c. The student may take a state student assessment test used by the school district and administered by a certified teacher, at a location and under testing conditions approved
by the school district;
d. The student may be evaluated by a psychologist holding a valid, active license pursuant
to the provisions of s. 490.003 (7) or (8), F.S.; or
e. The student may be evaluated with any other valid measurement tool as mutually agreed upon by the school superintendent of the district in which the student resides and the student’s parent.
18. What is the definition of a portfolio?
Section 1002.41, F.S., defines a portfolio as “A log of educational activities which is made contemporaneously with the instruction and which designates by title any reading materials used and samples of any writings, worksheets, workbooks, or creative materials used or developed by the student.” The portfolio shall be preserved by the parent for two years and shall be made available for inspection by the superintendent, or the superintendent’s designee, upon a 15-day written notice. The superintendent, or the superintendent’s designee, is not required to inspect portfolios.
19. How does a parent locate an evaluator for the annual evaluation?
Parents may contact the local district home education office or a state or local parent group to obtain the names of available evaluators. All evaluators for home education students must have a current certification in academic subjects at the elementary or secondary level in the state of Florida. Of the five evaluation options described in the law, three involve a certified teacher, as seen in question 17.
20. May a district set a deadline for the annual evaluation?
According to 1002.41, F.S., a parent of a home education student must submit an annual evaluation demonstrating educational progress commensurate with their child’s abilities. “Annually” is defined in Florida Statute as one year from the date of the Letter of Intent, therefore the parent may submit as close to that start date as possible.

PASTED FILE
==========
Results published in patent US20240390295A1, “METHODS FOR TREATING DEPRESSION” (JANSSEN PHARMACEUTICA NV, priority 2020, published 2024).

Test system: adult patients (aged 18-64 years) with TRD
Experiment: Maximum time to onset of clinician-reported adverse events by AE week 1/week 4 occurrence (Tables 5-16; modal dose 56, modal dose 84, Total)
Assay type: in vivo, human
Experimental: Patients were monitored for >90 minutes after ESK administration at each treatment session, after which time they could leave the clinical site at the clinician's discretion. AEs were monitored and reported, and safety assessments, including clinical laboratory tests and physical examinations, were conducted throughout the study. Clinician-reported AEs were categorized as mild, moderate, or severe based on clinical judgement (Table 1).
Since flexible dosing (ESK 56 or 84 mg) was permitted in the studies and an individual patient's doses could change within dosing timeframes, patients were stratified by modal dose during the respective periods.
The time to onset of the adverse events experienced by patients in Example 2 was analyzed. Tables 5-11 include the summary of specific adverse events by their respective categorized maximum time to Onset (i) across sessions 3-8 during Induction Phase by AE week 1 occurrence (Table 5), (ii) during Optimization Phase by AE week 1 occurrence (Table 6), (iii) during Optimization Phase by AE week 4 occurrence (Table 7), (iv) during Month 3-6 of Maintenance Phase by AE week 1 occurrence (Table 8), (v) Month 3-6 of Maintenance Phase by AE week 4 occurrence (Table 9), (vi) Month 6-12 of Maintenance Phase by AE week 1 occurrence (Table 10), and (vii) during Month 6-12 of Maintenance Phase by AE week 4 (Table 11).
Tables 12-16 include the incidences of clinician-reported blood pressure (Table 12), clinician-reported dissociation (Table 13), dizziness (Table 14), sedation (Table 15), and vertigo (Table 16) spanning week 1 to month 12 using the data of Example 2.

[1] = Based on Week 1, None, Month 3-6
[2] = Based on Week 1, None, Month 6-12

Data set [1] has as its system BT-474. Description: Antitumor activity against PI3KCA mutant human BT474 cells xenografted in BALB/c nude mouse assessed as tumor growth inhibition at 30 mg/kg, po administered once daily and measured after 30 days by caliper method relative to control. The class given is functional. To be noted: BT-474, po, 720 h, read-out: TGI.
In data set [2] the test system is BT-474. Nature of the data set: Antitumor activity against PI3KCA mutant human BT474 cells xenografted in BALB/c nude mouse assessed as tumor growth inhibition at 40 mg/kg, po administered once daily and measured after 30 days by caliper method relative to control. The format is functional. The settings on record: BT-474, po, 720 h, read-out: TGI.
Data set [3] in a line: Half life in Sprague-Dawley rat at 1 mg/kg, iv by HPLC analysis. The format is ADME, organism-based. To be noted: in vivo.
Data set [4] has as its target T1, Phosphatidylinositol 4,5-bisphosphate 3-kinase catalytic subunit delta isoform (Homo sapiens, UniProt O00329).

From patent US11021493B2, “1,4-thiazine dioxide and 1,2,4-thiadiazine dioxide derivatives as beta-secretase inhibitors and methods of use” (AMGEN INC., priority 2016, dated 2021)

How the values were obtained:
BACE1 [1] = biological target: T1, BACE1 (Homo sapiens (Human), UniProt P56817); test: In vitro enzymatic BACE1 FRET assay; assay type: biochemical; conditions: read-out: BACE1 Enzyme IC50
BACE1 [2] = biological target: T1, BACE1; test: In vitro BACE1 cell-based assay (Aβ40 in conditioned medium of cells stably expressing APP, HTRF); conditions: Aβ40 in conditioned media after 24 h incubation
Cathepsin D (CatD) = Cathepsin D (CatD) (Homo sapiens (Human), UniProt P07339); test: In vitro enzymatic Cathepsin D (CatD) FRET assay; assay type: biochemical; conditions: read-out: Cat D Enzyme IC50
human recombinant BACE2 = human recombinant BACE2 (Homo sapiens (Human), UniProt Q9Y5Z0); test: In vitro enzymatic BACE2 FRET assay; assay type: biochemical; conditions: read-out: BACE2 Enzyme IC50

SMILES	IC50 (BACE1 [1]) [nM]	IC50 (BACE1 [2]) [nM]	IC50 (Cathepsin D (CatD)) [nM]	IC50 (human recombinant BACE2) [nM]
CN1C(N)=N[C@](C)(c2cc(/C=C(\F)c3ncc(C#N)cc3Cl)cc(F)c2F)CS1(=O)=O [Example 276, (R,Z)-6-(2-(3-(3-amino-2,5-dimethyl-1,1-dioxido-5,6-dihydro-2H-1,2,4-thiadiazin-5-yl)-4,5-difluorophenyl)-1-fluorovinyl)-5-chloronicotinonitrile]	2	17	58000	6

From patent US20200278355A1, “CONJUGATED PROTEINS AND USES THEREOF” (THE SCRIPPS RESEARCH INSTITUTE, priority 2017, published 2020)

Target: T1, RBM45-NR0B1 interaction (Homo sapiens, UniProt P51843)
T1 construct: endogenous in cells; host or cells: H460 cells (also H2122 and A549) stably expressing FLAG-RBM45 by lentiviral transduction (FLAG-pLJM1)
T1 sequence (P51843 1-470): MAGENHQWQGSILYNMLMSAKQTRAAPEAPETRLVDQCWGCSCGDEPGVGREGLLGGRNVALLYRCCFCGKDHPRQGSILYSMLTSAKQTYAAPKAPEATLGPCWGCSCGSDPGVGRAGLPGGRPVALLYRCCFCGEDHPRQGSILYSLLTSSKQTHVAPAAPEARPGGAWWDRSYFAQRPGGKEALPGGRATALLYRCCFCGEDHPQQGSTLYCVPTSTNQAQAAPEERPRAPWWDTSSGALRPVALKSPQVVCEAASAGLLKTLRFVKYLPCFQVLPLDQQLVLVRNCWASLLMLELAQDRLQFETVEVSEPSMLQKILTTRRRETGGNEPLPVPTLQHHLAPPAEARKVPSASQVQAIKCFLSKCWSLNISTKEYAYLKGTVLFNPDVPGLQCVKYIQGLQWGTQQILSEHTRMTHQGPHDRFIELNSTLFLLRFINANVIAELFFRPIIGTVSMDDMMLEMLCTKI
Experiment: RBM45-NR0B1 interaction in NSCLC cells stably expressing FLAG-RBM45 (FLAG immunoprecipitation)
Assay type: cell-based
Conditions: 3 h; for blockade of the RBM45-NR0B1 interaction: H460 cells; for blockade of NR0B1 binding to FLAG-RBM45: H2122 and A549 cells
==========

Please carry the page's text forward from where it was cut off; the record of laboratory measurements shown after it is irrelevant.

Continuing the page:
21. Does the home education student have the right to take standardized tests at the local school
Yes, school districts are required in s. 1002.41(12), F.S., to provide industry certifications, national assessments and statewide, standardized assessments that are offered by the school district to home education students.
22. What is the appropriate recourse when a district does not receive an annual evaluation on a home education student?
Section 1002.41, F.S., requires the parent to provide for an annual evaluation of the home education student. Failure to do so places the home education program in non-compliance and permits the superintendent, after notice to the parent, to terminate the program.
23. If a home education student, who is 16, does not submit an annual evaluation, are districts permitted to terminate the home education program for the student?
Yes, if the district has notified the parent of failure to complete an annual evaluation, the parent does not provide a portfolio for review, AND the student has not submitted documentation to “drop-out”, the district may terminate the home education program. Otherwise, the district may not terminate a home education student upon turning 16. Should a student wish to terminate their home education program at 16, the family must notify the school district. Section 1003.21, F.S. requires that students terminating enrollment at age 16 must be notified that their earning power is likely to be reduced. It is in the best interest of the student for the district to maintain home education records until the completion of high school.
24. Are districts permitted to use FLVS transcripts as a method of evaluation?
FLVS transcripts may be used as an option regarding annual evaluations for home education students if the parent chooses that method of evaluation. There is no statutory language prohibiting a parent of a home education student from providing a FLVS transcript for an annual evaluation IF it is a mutually agreed upon method between the district and the parent under s. 1002.41(1)(f)(5), F.S.
25. May a parent receive an extension to the annual evaluation deadline?
A parent who is unable to meet the evaluation deadline should communicate with the school district and request an extension. The fifth evaluation method listed in statute allows districts and parents to work out an alternative evaluation method if none of the other four methods are available. However, nothing in the law requires a district to give an extension.
Interscholastic Extracurricular Activities
26. May home education students participate in “interscholastic extracurricular activities” offered at public schools?